Report: GameStop Is Considering a Buyout From a Private Equity Firm

A Gamestop store in better times: 2009.
A Gamestop store in better times: 2009.
Photo: Ethan Miller (Getty Images)

Video game chain GameStop, which like many other retailers has fallen on some pretty harsh times in the age of digital distribution platforms and online sales, is considering a buyout from a private equity firm.

According to Reuters, people familiar with the matter told them GameStop has secured a financial adviser to help with buyout discussions as its stock price has continued to slide and its former CEO Michael Mauler departed for “personal reasons” in May:

Sycamore Partners is one of the private equity firms that has expressed interest in GameStop, one of the people said.

There is no guarantee the talks will result in GameStop deciding to sell itself, the people cautioned.

GameStop and Sycamore declined to comment.

...The retailer’s stock has slid more than 32 percent over the last 12 months, bringing its market capitalization to $1.42 billion, down from about $9.4 billion in 2007.


Tiger Management, a hedge fund that has been recently increasing its shares in GameStop, recently sent a letter to company management urging them to “launch a strategic review and revive shareholder confidence in the sustainability of the GameStop business model,” CNBC reported in May.

As Bloomberg noted, shares surged “as much as 13 percent to $15.78,” as a buyout means investors will be able to cash out their holdings. But it’s probably bad news for GameStop staff and many of the chain’s locations.

Private equity buyouts often involve loading the companies involved with debt, and usually precede radical restructuring of a company’s operations like layoffs or liquidating assets to help pay back the new creditors. In some cases, this means undercutting the company’s operations in the long term to produce a short-term profit bump that the private equity firm can use to flip the company for a profit. As Rolling Stone noted in 2012:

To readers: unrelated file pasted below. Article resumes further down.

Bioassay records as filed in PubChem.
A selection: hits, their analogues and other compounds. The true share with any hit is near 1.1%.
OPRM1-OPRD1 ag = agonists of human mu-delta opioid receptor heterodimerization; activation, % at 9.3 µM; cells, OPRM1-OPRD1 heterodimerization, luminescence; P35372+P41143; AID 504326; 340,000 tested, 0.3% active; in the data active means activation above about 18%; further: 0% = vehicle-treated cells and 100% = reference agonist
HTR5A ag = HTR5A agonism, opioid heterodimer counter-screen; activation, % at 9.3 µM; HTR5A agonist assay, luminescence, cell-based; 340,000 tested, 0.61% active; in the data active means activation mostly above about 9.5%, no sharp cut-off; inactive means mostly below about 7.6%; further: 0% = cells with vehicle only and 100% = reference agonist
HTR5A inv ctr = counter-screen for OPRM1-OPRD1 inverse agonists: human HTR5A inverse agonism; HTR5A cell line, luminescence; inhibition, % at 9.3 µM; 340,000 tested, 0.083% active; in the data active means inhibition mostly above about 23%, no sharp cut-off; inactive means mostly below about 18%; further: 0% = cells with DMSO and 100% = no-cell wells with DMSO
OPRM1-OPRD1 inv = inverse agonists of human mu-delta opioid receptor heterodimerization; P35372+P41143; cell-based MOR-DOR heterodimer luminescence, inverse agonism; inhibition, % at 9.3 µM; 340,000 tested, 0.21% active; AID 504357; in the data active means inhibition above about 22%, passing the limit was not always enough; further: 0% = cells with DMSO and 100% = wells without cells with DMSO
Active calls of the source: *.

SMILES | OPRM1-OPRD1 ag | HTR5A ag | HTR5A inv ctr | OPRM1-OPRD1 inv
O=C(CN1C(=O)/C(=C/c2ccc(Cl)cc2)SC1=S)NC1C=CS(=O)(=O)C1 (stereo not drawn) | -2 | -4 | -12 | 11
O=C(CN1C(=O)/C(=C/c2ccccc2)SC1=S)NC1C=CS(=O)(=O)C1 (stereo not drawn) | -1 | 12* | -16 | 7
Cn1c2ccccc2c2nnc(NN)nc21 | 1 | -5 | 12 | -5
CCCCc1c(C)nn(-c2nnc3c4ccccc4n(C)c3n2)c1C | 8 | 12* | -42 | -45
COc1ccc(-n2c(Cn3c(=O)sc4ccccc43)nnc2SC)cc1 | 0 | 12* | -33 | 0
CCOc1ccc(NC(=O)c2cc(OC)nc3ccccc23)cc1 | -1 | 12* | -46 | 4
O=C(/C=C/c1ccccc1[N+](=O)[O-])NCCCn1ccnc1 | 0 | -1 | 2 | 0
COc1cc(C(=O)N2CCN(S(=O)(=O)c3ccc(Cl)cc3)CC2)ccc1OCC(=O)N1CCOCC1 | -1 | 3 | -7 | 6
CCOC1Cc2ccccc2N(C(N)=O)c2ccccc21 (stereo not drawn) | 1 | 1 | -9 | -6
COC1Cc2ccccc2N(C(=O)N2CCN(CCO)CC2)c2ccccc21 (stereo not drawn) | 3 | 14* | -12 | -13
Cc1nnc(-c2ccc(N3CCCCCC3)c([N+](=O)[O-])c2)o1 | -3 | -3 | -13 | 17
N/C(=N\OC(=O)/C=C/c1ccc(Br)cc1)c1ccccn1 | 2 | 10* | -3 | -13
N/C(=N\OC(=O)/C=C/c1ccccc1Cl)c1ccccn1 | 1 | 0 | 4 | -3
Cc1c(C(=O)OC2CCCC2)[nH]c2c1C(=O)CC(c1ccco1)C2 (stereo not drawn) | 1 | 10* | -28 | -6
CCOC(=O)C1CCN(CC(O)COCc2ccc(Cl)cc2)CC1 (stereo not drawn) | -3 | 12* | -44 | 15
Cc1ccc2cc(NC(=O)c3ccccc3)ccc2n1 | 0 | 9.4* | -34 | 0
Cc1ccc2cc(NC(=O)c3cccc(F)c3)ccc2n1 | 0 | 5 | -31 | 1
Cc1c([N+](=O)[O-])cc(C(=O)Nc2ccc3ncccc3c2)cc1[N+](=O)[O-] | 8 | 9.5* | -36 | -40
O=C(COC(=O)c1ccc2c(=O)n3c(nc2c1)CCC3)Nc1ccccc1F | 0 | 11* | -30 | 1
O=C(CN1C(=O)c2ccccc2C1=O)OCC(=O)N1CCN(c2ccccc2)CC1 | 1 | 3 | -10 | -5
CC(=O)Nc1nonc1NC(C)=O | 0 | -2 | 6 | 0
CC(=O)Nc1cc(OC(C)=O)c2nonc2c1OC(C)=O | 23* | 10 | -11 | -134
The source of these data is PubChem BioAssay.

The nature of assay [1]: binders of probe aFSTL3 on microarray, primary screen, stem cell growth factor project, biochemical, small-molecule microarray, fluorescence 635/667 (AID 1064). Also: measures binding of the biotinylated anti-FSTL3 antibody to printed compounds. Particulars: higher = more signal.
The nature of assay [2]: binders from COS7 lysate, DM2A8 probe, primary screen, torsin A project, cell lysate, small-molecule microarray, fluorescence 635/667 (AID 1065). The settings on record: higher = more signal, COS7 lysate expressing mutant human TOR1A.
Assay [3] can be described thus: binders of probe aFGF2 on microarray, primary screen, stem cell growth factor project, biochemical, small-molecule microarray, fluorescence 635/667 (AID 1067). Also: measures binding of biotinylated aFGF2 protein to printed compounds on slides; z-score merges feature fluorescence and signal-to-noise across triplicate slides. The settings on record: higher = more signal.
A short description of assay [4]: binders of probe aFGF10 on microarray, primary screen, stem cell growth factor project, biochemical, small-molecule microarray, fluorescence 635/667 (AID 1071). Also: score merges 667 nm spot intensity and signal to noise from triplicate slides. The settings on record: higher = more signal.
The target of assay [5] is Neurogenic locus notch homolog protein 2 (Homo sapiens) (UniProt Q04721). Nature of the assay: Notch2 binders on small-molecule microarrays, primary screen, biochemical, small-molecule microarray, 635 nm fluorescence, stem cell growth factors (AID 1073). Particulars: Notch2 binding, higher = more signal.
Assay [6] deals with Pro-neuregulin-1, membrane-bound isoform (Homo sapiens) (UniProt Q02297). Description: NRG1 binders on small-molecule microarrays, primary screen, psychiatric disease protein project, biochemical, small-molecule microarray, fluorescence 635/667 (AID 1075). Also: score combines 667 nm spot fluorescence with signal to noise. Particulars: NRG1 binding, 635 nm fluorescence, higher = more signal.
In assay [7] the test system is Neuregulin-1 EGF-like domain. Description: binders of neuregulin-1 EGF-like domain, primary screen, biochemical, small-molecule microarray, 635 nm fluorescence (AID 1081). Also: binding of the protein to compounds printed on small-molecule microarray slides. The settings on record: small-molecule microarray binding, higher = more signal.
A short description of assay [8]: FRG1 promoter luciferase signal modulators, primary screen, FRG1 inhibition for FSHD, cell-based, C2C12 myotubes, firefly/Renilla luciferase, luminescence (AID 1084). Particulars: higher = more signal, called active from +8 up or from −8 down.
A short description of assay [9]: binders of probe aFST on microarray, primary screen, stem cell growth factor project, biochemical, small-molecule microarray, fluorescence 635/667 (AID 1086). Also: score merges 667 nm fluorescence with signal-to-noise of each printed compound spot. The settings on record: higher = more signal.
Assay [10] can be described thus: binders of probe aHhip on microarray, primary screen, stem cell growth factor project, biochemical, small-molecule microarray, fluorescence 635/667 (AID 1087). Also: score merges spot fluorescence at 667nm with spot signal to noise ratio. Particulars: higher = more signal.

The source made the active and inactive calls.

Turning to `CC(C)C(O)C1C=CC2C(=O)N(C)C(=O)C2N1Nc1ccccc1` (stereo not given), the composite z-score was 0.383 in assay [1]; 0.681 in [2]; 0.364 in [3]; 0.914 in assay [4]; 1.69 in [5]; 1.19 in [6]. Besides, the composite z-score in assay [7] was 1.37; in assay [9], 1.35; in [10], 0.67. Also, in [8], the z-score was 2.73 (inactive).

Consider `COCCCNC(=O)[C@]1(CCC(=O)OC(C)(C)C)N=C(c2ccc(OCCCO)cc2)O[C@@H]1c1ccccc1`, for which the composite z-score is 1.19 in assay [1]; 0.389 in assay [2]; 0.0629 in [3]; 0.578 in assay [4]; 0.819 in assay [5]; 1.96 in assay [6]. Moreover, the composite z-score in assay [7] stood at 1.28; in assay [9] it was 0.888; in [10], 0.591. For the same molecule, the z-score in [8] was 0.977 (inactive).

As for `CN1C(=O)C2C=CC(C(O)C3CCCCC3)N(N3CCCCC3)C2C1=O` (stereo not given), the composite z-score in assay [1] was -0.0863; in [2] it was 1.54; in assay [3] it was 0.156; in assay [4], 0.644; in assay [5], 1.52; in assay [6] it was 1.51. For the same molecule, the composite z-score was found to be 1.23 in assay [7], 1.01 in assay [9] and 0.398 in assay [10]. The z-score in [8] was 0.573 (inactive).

It takes several years before the impacts of this predatory activity – reduced customer service, inferior products – become fully apparent, but by that time the private equity firm has generally resold the business at a profit and moved on.


But it’s not clear that is the strategy here. As The Motley Fool noted, GameStop stock is cheap and the company is still profitable even in its decline, so any buyer could choose to simply squeeze every last dollar it can out of the chain before the next generation of consoles arrives and “the core business faces its reckoning.” Per CNBC, Sycamore Partners’ plan in its $6.9 billion purchase of struggling retailer (but growing business-to-business platform) Staples in 2017 involved splitting the retailer into three parts, a strategy which “allowed banks to finance the strongest parts of the business separately and give Sycamore the option to wind down its weakest unit—the retail business—at a later date.”



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There are predatory private equity firms, like the one Mitt Romney operated and non-predatory ones, like Warren Buffett’s firm.

The former is almost entirely about getting every cent out of the company to line up the pockets of the private equity firm partners at the expense of other owners, employees, suppliers and everyone else.

The latter kind of firm actually works on improving the company. Sometimes it works, sometimes it doesn’t.

Either way this will be the end of Gamestop.